Newswise — A new program led by The University of Kansas Cancer Center seeks to improve community oncology providers’ knowledge of genetic testing in breast cancer patients, as well as provide tools to allow genetic counseling and testing to be incorporated in their clinical practice. Called “ePOST BC” (Efficacy of Point of Service Testing in Breast Cancer), the program is based on the Project ECHO model, which links specialists at academic institutions with primary care clinicians in local communities.
According to principal investigators Jennifer Klemp, PhD, MPH, and Lauren Nye, MD, conducting germline genetic testing in those with breast cancer can help determine optimal treatment and prevention strategies. “With the availability of next-generation sequencing, we have access to convenient and low-cost genetic testing. The majority of breast cancer patients meeting testing criteria have not been tested, and this burden will continue to grow,” Dr. Klemp said.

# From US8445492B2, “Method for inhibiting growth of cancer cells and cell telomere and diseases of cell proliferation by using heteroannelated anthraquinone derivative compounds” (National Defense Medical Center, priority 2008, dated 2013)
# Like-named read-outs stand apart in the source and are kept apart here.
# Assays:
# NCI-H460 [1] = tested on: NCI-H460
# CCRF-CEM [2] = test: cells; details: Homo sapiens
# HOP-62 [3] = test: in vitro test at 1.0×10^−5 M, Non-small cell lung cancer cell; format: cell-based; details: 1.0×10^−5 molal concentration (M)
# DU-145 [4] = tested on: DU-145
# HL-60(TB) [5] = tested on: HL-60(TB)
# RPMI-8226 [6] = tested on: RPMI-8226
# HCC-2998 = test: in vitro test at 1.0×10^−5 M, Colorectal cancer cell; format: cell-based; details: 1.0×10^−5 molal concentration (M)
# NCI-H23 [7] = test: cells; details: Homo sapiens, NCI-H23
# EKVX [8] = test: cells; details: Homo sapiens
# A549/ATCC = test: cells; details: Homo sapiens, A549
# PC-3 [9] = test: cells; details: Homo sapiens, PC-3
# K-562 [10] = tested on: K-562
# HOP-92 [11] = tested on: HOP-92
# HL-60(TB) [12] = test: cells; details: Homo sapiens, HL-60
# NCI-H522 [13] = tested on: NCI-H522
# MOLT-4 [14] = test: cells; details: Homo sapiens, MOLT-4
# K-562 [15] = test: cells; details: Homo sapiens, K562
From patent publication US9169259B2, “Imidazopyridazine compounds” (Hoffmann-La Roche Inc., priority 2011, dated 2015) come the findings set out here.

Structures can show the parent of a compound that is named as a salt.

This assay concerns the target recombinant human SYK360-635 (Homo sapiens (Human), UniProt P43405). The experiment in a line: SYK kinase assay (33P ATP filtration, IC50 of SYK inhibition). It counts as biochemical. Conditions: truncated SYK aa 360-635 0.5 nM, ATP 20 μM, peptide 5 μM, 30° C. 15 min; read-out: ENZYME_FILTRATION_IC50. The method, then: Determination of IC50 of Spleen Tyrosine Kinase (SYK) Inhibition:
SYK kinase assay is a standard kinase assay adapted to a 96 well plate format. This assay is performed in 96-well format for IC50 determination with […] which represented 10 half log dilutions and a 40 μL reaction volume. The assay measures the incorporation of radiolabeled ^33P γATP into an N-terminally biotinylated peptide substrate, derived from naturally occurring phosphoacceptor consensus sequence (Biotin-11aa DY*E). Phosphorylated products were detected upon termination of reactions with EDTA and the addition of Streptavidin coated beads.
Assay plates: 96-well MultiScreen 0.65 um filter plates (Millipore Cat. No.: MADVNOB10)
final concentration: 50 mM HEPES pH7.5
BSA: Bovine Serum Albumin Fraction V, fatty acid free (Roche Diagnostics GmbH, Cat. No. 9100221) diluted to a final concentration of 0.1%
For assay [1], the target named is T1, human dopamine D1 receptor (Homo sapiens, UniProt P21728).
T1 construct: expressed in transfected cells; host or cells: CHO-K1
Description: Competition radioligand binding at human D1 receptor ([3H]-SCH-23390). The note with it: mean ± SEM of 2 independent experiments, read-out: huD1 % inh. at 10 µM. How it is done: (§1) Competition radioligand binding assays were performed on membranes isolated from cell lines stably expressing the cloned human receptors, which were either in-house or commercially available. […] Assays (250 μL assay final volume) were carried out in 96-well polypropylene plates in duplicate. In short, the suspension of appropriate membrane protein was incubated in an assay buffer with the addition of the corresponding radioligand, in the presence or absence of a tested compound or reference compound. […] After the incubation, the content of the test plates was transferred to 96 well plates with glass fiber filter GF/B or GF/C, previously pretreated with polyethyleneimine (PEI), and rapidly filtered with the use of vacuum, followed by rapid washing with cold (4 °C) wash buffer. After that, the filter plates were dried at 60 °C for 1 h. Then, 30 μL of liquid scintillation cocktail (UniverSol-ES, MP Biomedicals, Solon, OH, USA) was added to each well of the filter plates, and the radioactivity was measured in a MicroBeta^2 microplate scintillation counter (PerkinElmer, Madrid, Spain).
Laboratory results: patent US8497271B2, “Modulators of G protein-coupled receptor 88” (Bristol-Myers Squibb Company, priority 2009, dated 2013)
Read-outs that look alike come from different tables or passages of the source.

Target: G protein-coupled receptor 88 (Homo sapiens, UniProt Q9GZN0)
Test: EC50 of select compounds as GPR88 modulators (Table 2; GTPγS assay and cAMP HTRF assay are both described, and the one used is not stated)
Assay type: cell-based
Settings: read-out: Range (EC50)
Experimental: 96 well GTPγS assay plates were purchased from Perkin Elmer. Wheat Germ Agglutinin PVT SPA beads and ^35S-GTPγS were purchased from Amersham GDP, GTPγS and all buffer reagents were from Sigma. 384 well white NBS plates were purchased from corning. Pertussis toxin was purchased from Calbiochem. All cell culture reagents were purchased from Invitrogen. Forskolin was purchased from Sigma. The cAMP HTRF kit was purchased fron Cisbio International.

Dr. Klemp added that discrepancies in testing often exist in rural and socioeconomically disadvantaged communities, such as those throughout Kansas. Barriers to genetic testing include lack of access to genetic experts, high drop-out rate for those referred to genetic counseling, patient anxiety and low priority views of testing.
Nine community-based practices that are part of KU Cancer Center and/or the Midwest Cancer Alliance have registered with the program. Monthly mentoring sessions take place via Zoom or over the phone.
“The goal is to achieve a 50% cancer genetic testing rate in eligible patients,” Dr. Nye said. “Through this program we hope to identify the key elements that are sustainable and applicable for widespread adaptation of point-of-service genetic testing.”
The program is funded by The Association of Community Cancer Centers and Pfizer.